Military Stressed, But Able to Execute Strategy, Myers Says
By Jim Garamone
American Forces Press Service
WASHINGTON, Feb. 16, 2005 Despite stresses and strains on the force, the chairman of the Joint Chiefs of Staff told members of the House Armed Services Committee today that the American military remains able to execute America's national military strategy.
"We are now in our fourth year of sustained combat operations," Air Force Gen. Richard B. Myers said. "We are still a nation at war. Our servicemen and women continue to perform superbly under conditions of significant stress and in the face of myriad challenges. They stand ready to protect the United States, prevent conflict and surprise attack, and prevail against adversaries."
Myers said the military has had significant successes against a shadowy and dangerous enemy. "We and our partners have captured or killed many of al Qaeda's senior leaders and hurt their ability to conduct operations," Myers said. "But they are still a very real, global threat." The general added that the military will continue to hunt down terrorist leaders such as Osama bin Laden and Abu Musab al-Zarqawi.
The chairman stressed that while the U.S. military is being successful, it must have multinational allies and interagency cooperation to be victorious. "While I believe the various agencies of our government have learned to work together in new and better ways, we need to become still more efficient and effective in integrating the efforts of various government agencies," he told the representatives.
Building Iraqi capabilities is the key to success in Iraq, the general said, and a timetable for American withdrawal from the country would be "counterproductive." A timetable would lead terrorists into thinking they could wait America out, he told the committee.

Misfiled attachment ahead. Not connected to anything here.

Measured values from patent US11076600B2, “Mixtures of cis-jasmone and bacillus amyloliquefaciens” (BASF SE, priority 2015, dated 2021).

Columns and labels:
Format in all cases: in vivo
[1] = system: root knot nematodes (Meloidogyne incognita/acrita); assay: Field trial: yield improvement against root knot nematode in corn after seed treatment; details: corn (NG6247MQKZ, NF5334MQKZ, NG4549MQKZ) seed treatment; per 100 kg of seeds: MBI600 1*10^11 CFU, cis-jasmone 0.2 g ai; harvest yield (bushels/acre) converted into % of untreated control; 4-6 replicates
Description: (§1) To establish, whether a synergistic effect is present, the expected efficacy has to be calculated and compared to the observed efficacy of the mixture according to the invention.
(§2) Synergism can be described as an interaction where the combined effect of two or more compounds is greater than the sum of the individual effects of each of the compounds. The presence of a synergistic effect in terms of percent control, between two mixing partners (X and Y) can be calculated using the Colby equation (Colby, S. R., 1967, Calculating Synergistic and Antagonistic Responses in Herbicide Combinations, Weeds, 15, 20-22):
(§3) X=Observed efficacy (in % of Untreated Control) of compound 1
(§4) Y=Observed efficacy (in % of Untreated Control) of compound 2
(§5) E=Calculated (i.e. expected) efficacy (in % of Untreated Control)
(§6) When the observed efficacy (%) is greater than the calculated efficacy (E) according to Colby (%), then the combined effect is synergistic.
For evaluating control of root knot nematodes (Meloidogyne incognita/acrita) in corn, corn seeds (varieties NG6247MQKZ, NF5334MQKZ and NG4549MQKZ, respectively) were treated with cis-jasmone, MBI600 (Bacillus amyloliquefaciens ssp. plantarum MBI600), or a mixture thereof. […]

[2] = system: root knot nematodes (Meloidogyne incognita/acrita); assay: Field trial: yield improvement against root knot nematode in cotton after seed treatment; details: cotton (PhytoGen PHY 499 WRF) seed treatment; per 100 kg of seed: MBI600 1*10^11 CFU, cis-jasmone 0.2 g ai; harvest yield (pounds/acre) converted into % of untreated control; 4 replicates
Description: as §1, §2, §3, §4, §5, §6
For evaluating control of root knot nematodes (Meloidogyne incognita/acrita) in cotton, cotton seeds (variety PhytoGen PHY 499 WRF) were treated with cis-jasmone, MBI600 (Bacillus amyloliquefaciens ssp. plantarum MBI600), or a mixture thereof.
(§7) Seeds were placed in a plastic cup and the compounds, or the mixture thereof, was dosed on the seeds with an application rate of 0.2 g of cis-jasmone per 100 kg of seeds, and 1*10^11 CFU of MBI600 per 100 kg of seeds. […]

Iraqi forces are assuming a greater share of the security role, he said, and the recent national-assembly elections "represented a moral defeat for the insurgents."
As the coalition moves to the future, the objective must be to shift from the coalition providing security to building counterinsurgency capabilities in Iraqi forces, he said.
In Afghanistan, the plan also is on track, Myers said. The Afghan National Army is 19,000 members strong and is a "multi-ethnic, visible symbol of national pride, unity and strength," he said. The United States and coalition allies will continue to build that capability, he added.
But Iraq and Afghanistan are not the only hotspots. Myers said the threat of weapons of mass destruction, "particularly North Korea's and Iran's ongoing nuclear weapons-related activities," worry military planners.
Terrorist organizations too wish to acquire stronger and more deadly weapons, the chairman said, and the confluence of terror groups and nations willing to provide the groups with WMD is disturbing. "We will continue to work with the international community to expand counterproliferation activities," the general said.
Myers said servicemembers remain America's "No. 1 asset." He said morale in all components remains high, but said the department must revisit reserve-component mobilization processes.
He said fiscal 2005 will be "a very challenging year for both active and reserve component recruiting," and he is particularly concerned about recruiting for the Army Reserve and the Army National Guard. He said the military is increasing the number of recruiters and restructuring enlistment bonuses to boost the numbers.
The general also said he was concerned about the wear and tear on equipment and vehicles caused by ongoing operations in Iraq and Afghanistan.